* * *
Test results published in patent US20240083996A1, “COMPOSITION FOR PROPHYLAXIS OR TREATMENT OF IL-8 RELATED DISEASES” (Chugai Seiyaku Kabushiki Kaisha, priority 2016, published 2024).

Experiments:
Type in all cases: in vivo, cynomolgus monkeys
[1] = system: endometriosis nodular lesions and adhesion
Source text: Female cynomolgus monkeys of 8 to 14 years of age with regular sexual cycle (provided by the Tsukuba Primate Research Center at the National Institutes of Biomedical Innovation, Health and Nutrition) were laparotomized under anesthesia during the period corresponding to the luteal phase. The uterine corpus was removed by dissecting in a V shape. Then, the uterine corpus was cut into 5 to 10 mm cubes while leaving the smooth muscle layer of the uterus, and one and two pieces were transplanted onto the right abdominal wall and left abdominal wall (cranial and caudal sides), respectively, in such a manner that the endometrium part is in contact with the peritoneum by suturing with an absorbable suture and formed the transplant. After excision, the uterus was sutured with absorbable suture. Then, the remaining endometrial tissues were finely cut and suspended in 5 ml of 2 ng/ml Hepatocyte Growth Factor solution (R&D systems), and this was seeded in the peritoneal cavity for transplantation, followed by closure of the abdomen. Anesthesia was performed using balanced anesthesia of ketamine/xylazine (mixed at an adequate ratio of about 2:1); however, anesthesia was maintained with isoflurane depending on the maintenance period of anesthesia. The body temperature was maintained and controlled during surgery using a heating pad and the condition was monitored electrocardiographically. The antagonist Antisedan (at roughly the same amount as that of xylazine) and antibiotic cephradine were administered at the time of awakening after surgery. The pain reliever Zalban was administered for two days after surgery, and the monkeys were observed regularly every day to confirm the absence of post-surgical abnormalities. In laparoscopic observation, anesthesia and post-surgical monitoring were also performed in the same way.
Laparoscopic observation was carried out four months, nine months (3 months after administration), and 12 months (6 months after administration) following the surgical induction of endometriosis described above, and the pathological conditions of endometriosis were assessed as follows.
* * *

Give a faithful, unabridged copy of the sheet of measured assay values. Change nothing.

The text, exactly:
Test results published in patent US20240083996A1, “COMPOSITION FOR PROPHYLAXIS OR TREATMENT OF IL-8 RELATED DISEASES” (Chugai Seiyaku Kabushiki Kaisha, priority 2016, published 2024).

Experiments:
Type in all cases: in vivo, cynomolgus monkeys
[1] = system: endometriosis nodular lesions and adhesion
Source text: Female cynomolgus monkeys of 8 to 14 years of age with regular sexual cycle (provided by the Tsukuba Primate Research Center at the National Institutes of Biomedical Innovation, Health and Nutrition) were laparotomized under anesthesia during the period corresponding to the luteal phase. The uterine corpus was removed by dissecting in a V shape. Then, the uterine corpus was cut into 5 to 10 mm cubes while leaving the smooth muscle layer of the uterus, and one and two pieces were transplanted onto the right abdominal wall and left abdominal wall (cranial and caudal sides), respectively, in such a manner that the endometrium part is in contact with the peritoneum by suturing with an absorbable suture and formed the transplant. After excision, the uterus was sutured with absorbable suture. Then, the remaining endometrial tissues were finely cut and suspended in 5 ml of 2 ng/ml Hepatocyte Growth Factor solution (R&D systems), and this was seeded in the peritoneal cavity for transplantation, followed by closure of the abdomen. Anesthesia was performed using balanced anesthesia of ketamine/xylazine (mixed at an adequate ratio of about 2:1); however, anesthesia was maintained with isoflurane depending on the maintenance period of anesthesia. The body temperature was maintained and controlled during surgery using a heating pad and the condition was monitored electrocardiographically. The antagonist Antisedan (at roughly the same amount as that of xylazine) and antibiotic cephradine were administered at the time of awakening after surgery. The pain reliever Zalban was administered for two days after surgery, and the monkeys were observed regularly every day to confirm the absence of post-surgical abnormalities. In laparoscopic observation, anesthesia and post-surgical monitoring were also performed in the same way.
Laparoscopic observation was carried out four months, nine months (3 months after administration), and 12 months (6 months after administration) following the surgical induction of endometriosis described above, and the pathological conditions of endometriosis were assessed as follows.